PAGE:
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  • Farmers' Kitchen—King Kale

    Farmers' Kitchen—King Kale

    It’s that time of year again, when you grill your steak and hamburgers to perfection in  the backyard. I’m not sure which part I enjoy most – deciding which type of beef to eat, smelling the meat as it cooks, eating it, or realizing there’s almost nothing left to clean off the dishes!

    Continue Reading

Publishers' Note Summer 2007

Garlic

Written on

June 01 , 2007

Thank you for picking up the premiere issue of Vermont’s Local Banquet. We hope that you find it enjoyable and that it provides you with some engaging, as well as practical, information!

You may be wondering who we are and why we’re publishing this magazine, so we’d like to take this opportunity to introduce ourselves.

During the past six years, we have spent a majority of our time working with local and state advocacy groups to help promote sustainable and organic farming practices, educate the public about the importance of sustainable communities, and pass legislation protecting farmers’ rights. As we’ve talked with farmers and food producers over the years, it has become obvious to us that supporting locally grown food right here at home leads to better health, stronger local economies and less of an impact on our environment.

We have come to believe that making an investment in locally grown products brings large returns to our communities.

Purchasing food grown locally also allows us to have direct relationships with our local farmers, so we can know how our food is grown and choose to buy organic or hormone-free foods, if that is our preference. We also support our family farmers when we buy from them, helping them maintain their livelihood and provide the quality products  we’ve come to appreciate. Keeping our food dollars in the local economy also preserves and strengthens that economy. According to the Vermont Department of Agriculture, if Vermonters shifted just 10% of their food purchases to locally grown products we would add more than $100 million to Vermont's economy. Once we, as consumers, understand how dependence on distant food sources threatens our security and the livelihood of our farmer neighbors, we can understand the value of spending our food dollars locally.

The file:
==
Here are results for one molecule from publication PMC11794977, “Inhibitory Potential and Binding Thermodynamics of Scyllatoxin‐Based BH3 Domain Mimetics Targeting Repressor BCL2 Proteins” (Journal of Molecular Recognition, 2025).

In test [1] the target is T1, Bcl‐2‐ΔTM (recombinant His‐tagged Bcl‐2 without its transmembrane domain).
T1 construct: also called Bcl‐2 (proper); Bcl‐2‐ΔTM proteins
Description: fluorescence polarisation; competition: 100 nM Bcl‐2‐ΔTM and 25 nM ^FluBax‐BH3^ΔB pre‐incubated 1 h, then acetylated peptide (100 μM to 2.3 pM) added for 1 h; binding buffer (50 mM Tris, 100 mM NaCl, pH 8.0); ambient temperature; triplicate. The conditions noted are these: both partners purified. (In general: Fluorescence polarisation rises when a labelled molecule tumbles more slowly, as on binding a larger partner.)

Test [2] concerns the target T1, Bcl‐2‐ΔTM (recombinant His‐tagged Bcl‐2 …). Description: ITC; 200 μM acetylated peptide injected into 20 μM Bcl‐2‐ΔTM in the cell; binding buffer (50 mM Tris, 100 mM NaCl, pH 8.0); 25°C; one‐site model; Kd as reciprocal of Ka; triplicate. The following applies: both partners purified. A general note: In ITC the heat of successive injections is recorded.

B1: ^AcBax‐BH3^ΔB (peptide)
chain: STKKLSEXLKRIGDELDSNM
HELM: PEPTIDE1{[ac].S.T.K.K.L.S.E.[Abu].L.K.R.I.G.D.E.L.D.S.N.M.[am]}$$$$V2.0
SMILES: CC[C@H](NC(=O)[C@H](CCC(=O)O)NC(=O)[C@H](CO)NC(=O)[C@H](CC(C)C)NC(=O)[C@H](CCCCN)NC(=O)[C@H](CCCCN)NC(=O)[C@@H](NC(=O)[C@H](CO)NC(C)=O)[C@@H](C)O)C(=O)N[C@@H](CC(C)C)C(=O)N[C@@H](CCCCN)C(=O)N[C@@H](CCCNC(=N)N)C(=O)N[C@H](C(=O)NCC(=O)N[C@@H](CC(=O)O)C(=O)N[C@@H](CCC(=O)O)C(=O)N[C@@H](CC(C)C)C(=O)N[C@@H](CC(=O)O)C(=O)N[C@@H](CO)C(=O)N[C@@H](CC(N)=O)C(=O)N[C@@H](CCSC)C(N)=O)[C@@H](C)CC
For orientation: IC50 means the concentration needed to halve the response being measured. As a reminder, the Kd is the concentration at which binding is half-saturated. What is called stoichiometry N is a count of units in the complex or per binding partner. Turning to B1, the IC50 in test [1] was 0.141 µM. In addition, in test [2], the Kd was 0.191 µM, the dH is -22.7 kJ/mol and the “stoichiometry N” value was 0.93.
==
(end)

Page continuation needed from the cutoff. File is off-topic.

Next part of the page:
Vermont’s Local Banquet, inspired by our belief that local food is a gateway to stronger communities, will strive to be a meeting place for all those who enjoy eating, growing, raising, cooking, or selling locally grown food. Within these pages, each season, we hope to deliver stories and ideas that support and energize our region. We hope to provide ‘food for thought.’ 

Meg Lucas and Barbi Schreiber

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What we do

A quarterly magazine devoted to covering local food, sustainable farming, and the many people building the Vermont food system.

Vermont's Local Banquet Magazine illuminates the connections between local food and Vermont communities. Our stories, interviews, and essays reveal how Vermont residents are building their local food systems, how farmers are faring in a time of great opportunity and challenge, and how Vermont’s agricultural landscape is changing as the localvore movement shapes what is grown and raised here.